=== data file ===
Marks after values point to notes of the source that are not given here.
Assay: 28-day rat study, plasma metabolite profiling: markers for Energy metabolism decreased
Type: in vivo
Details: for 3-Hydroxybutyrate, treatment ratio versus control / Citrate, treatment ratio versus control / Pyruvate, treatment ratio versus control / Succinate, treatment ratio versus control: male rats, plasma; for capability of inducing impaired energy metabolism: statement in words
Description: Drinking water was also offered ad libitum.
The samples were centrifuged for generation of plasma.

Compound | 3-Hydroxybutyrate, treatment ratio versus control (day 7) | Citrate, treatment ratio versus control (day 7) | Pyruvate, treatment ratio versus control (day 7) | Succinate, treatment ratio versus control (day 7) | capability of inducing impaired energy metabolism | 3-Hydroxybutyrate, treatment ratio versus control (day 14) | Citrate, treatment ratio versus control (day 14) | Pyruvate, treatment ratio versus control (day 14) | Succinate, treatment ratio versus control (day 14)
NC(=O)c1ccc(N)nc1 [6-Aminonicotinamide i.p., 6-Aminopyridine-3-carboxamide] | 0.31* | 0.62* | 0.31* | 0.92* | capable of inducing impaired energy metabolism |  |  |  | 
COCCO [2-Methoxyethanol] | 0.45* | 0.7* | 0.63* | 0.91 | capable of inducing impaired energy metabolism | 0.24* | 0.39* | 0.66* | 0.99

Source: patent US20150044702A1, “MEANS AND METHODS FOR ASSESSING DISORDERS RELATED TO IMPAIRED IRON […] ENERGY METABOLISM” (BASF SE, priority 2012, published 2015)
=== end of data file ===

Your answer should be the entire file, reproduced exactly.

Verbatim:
Marks after values point to notes of the source that are not given here.
Assay: 28-day rat study, plasma metabolite profiling: markers for Energy metabolism decreased
Type: in vivo
Details: for 3-Hydroxybutyrate, treatment ratio versus control / Citrate, treatment ratio versus control / Pyruvate, treatment ratio versus control / Succinate, treatment ratio versus control: male rats, plasma; for capability of inducing impaired energy metabolism: statement in words
Description: Drinking water was also offered ad libitum.
The samples were centrifuged for generation of plasma.

Compound | 3-Hydroxybutyrate, treatment ratio versus control (day 7) | Citrate, treatment ratio versus control (day 7) | Pyruvate, treatment ratio versus control (day 7) | Succinate, treatment ratio versus control (day 7) | capability of inducing impaired energy metabolism | 3-Hydroxybutyrate, treatment ratio versus control (day 14) | Citrate, treatment ratio versus control (day 14) | Pyruvate, treatment ratio versus control (day 14) | Succinate, treatment ratio versus control (day 14)
NC(=O)c1ccc(N)nc1 [6-Aminonicotinamide i.p., 6-Aminopyridine-3-carboxamide] | 0.31* | 0.62* | 0.31* | 0.92* | capable of inducing impaired energy metabolism |  |  |  | 
COCCO [2-Methoxyethanol] | 0.45* | 0.7* | 0.63* | 0.91 | capable of inducing impaired energy metabolism | 0.24* | 0.39* | 0.66* | 0.99

Source: patent US20150044702A1, “MEANS AND METHODS FOR ASSESSING DISORDERS RELATED TO IMPAIRED IRON […] ENERGY METABOLISM” (BASF SE, priority 2012, published 2015)